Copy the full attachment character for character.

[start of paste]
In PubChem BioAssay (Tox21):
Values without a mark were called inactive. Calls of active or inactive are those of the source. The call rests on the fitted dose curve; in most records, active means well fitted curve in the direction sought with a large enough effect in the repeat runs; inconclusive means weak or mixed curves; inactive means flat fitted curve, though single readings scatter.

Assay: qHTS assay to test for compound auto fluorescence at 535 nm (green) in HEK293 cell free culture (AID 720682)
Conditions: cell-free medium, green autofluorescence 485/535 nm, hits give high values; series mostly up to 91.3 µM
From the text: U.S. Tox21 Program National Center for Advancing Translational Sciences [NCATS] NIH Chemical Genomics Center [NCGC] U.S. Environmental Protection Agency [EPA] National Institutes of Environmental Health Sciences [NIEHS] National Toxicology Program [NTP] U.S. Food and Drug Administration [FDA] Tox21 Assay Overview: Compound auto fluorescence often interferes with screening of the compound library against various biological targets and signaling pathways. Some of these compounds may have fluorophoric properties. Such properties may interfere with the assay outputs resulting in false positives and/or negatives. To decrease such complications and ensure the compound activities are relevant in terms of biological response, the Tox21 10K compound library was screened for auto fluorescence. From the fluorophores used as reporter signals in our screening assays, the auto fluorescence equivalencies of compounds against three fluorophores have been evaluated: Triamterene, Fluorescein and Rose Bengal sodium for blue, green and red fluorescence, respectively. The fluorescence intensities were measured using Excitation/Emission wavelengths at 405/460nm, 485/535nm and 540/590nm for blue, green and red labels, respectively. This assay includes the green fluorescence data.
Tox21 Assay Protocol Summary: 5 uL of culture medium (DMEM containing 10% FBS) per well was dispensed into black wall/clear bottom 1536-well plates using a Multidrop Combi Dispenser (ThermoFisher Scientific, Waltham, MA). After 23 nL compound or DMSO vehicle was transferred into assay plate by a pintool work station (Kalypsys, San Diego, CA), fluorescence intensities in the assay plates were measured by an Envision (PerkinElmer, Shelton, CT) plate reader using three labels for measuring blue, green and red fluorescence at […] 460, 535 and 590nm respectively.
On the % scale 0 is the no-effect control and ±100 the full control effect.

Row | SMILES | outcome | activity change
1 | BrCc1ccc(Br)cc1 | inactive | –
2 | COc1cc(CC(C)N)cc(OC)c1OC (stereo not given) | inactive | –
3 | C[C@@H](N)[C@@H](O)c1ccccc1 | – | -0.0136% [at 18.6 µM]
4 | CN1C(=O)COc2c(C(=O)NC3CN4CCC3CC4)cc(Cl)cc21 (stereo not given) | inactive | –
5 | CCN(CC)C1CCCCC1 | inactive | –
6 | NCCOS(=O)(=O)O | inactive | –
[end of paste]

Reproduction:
In PubChem BioAssay (Tox21):
Values without a mark were called inactive. Calls of active or inactive are those of the source. The call rests on the fitted dose curve; in most records, active means well fitted curve in the direction sought with a large enough effect in the repeat runs; inconclusive means weak or mixed curves; inactive means flat fitted curve, though single readings scatter.

Assay: qHTS assay to test for compound auto fluorescence at 535 nm (green) in HEK293 cell free culture (AID 720682)
Conditions: cell-free medium, green autofluorescence 485/535 nm, hits give high values; series mostly up to 91.3 µM
From the text: U.S. Tox21 Program National Center for Advancing Translational Sciences [NCATS] NIH Chemical Genomics Center [NCGC] U.S. Environmental Protection Agency [EPA] National Institutes of Environmental Health Sciences [NIEHS] National Toxicology Program [NTP] U.S. Food and Drug Administration [FDA] Tox21 Assay Overview: Compound auto fluorescence often interferes with screening of the compound library against various biological targets and signaling pathways. Some of these compounds may have fluorophoric properties. Such properties may interfere with the assay outputs resulting in false positives and/or negatives. To decrease such complications and ensure the compound activities are relevant in terms of biological response, the Tox21 10K compound library was screened for auto fluorescence. From the fluorophores used as reporter signals in our screening assays, the auto fluorescence equivalencies of compounds against three fluorophores have been evaluated: Triamterene, Fluorescein and Rose Bengal sodium for blue, green and red fluorescence, respectively. The fluorescence intensities were measured using Excitation/Emission wavelengths at 405/460nm, 485/535nm and 540/590nm for blue, green and red labels, respectively. This assay includes the green fluorescence data.
Tox21 Assay Protocol Summary: 5 uL of culture medium (DMEM containing 10% FBS) per well was dispensed into black wall/clear bottom 1536-well plates using a Multidrop Combi Dispenser (ThermoFisher Scientific, Waltham, MA). After 23 nL compound or DMSO vehicle was transferred into assay plate by a pintool work station (Kalypsys, San Diego, CA), fluorescence intensities in the assay plates were measured by an Envision (PerkinElmer, Shelton, CT) plate reader using three labels for measuring blue, green and red fluorescence at […] 460, 535 and 590nm respectively.
On the % scale 0 is the no-effect control and ±100 the full control effect.

Row | SMILES | outcome | activity change
1 | BrCc1ccc(Br)cc1 | inactive | –
2 | COc1cc(CC(C)N)cc(OC)c1OC (stereo not given) | inactive | –
3 | C[C@@H](N)[C@@H](O)c1ccccc1 | – | -0.0136% [at 18.6 µM]
4 | CN1C(=O)COc2c(C(=O)NC3CN4CCC3CC4)cc(Cl)cc21 (stereo not given) | inactive | –
5 | CCN(CC)C1CCCCC1 | inactive | –
6 | NCCOS(=O)(=O)O | inactive | –